FILE- In this March 29, 2019, file photo Lyft co-founders John Zimmer, front third from left, and Logan Green, front third from right, cheer as they as they ring a ceremonial opening bell in Los Angeles. Lyft gave investors a lesson in how quickly a company’s market value can change. The ride-hailing company’s stock surged more than 20% from its IPO price on Friday. But by the first hour of Lyft’s second day of trading, the stock had fallen below the IPO price of $72. (AP Photo/Ringo H.W. Chiu, File)
Lyft co-founders John Zimmer (front, third from left) and Logan Green (front, third from right) rang a ceremonial opening bell in Los Angeles on Lyft shares first day of trading on March 29 © AP

Investors extended their bets against Lyft shares in recent days as rival ride-sharing business Uber moved closer to its own stock market listing.

Short selling interest had risen to nearly two-thirds of the shares that Lyft floated at the end of March, according to the research group S3 Partners, helping push the stock down as low as $57.66 on Friday, versus its offering price of $72.

After an initial pop at its Nasdaq debut two weeks ago, Lyft shares have performed badly, leading to recriminations and stoking a debate about the heavily lossmaking company’s long-term prospects.

“We are seeing over one million shares of additional short selling [on Friday] morning, which is adding downward pressure to the long selling that has hampered this stock since its issuance,” said Ihor Dusaniwsky, managing director of predictive analytics at S3 Partners.

The prospectus for Uber’s upcoming initial public offering, published on Thursday, emphasised the intense competition among ride-sharing apps. It showed Uber burning through large amounts of money to maintain its market share, while growth in its core business stalls.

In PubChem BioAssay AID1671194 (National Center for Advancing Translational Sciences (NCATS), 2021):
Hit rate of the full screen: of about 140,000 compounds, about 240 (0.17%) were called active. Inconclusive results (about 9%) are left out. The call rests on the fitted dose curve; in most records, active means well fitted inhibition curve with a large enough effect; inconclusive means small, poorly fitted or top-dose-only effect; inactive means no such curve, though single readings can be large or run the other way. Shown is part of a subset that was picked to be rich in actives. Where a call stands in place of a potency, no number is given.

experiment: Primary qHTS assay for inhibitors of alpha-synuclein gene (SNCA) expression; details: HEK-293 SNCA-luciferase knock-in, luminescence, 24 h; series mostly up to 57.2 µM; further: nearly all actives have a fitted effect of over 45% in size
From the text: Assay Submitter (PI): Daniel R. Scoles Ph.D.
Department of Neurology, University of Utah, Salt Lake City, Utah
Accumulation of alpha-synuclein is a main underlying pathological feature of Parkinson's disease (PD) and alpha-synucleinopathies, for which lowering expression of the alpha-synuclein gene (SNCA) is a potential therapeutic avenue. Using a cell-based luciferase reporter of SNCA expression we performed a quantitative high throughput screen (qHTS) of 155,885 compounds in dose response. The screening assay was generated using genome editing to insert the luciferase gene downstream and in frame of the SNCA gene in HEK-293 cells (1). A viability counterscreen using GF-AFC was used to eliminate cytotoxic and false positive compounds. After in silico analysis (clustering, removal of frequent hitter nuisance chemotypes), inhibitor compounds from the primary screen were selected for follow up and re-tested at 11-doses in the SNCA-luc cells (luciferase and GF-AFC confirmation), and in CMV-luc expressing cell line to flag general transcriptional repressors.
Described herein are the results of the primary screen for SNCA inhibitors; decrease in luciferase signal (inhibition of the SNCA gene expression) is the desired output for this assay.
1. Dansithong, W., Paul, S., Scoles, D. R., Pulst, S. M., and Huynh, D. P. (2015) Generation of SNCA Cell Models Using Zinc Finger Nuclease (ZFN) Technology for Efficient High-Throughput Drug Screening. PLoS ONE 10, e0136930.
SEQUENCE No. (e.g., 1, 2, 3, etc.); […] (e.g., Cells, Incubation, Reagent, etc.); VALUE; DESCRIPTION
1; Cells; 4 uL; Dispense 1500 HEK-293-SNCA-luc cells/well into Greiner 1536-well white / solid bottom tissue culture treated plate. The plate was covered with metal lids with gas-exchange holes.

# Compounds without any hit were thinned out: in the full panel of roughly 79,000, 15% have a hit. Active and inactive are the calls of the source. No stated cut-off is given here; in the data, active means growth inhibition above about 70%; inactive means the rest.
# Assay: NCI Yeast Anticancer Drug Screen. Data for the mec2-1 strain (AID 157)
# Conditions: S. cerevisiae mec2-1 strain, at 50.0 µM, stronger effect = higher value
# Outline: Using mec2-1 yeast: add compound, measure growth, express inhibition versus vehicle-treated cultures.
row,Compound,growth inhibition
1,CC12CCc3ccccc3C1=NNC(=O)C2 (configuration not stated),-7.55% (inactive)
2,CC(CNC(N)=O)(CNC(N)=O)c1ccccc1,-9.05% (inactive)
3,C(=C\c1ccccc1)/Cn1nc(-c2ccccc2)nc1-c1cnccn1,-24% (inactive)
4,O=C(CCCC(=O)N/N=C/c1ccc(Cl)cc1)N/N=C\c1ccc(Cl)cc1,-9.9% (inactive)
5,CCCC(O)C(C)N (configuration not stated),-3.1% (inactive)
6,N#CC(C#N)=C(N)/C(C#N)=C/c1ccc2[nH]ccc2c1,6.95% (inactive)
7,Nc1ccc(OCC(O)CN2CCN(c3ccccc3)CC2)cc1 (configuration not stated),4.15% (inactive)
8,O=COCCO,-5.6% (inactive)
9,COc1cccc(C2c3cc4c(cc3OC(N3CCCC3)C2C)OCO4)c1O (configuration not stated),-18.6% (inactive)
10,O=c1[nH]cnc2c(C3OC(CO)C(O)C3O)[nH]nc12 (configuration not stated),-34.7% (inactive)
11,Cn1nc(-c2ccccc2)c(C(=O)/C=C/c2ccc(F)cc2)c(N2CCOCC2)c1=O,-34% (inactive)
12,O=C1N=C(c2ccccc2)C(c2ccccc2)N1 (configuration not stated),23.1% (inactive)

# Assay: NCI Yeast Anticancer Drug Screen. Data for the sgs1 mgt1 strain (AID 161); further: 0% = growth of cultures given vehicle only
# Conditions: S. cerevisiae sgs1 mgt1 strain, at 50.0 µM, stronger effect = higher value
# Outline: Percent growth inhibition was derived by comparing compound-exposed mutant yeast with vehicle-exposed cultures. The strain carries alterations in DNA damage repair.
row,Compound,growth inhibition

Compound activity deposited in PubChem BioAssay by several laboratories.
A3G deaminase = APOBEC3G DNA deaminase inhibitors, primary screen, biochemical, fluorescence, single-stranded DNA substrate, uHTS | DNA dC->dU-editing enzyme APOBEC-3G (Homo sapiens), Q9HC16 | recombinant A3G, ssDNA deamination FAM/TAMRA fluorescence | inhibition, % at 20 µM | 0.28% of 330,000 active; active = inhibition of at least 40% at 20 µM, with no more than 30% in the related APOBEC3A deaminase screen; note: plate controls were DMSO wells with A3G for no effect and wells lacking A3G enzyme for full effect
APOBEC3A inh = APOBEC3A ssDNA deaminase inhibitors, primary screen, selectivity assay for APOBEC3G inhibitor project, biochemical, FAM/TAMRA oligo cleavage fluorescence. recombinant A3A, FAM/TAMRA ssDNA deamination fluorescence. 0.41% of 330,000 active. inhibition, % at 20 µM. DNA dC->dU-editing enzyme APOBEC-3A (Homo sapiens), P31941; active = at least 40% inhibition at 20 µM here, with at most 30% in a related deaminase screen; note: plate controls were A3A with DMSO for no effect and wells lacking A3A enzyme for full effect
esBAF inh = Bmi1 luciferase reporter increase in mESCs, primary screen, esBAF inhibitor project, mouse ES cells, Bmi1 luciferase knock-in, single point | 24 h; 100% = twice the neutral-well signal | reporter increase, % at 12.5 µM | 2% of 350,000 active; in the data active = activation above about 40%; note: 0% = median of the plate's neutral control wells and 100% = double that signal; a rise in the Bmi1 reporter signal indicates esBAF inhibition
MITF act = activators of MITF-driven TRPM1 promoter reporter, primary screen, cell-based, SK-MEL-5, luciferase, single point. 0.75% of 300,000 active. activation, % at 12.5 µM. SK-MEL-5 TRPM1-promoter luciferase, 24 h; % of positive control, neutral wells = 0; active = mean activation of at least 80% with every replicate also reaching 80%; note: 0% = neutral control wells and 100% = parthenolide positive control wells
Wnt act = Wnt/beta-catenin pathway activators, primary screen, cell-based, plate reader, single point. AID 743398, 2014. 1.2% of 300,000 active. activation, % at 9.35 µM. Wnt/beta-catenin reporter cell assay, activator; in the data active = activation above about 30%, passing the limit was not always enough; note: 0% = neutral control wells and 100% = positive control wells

Uber plans to raise about $10bn next month at a valuation of as much as $100bn.

Lyft short interest totalled $944m on Friday, or 15.47m shares, S3 said. That is the equivalent of 64.7 per cent of its free float — that is, the shares that are available for trading — making Lyft the fourth-biggest US short position tracked by S3. The only companies that have short positions at a higher percentage of their float are: the biotech company Polarityte; Health Insurance Innovations, which operates a technology platform focused on health; and life insurance and department store Dillards.

Short interest in Lyft already totalled 40 per cent of the float by the end of its second day of trading and has steadily been increasing since, S3 said.

Shares in Lyft fell as much as 5.5 per cent on Friday before trimming losses to close down 1.8 per cent at $59.90.

While investors who bought at the IPO or shortly after were nursing losses, Lyft short sellers were up $43m in mark-to-market profits on Friday, bringing the total post-IPO gain to $202.4m, S3 calculated.

Lyft declined to comment.

The company raised more than $2bn in the IPO, and now has a market capitalisation of about $17bn. Some analysts said the company had been overpriced.

“Lyft could have run a process to reveal the right price for its shares but instead seemed to be solving for the short-term highest price for its shares,” said Rett Wallace, co-founder of Triton Research.

Lyft last week threatened Morgan Stanley with legal action over a report that the investment bank arranged so-called short sales for investors who bought shares before the IPO. Typically, investors are supposed to abide by a lock-up agreement that prevents them from selling until later this year.

Additional reporting by Shannon Bond in San Francisco

Get alerts on Lyft Inc when a new story is published

Copyright The Financial Times Limited 2019. All rights reserved.
Reuse this content (opens in new window)

Follow the topics in this article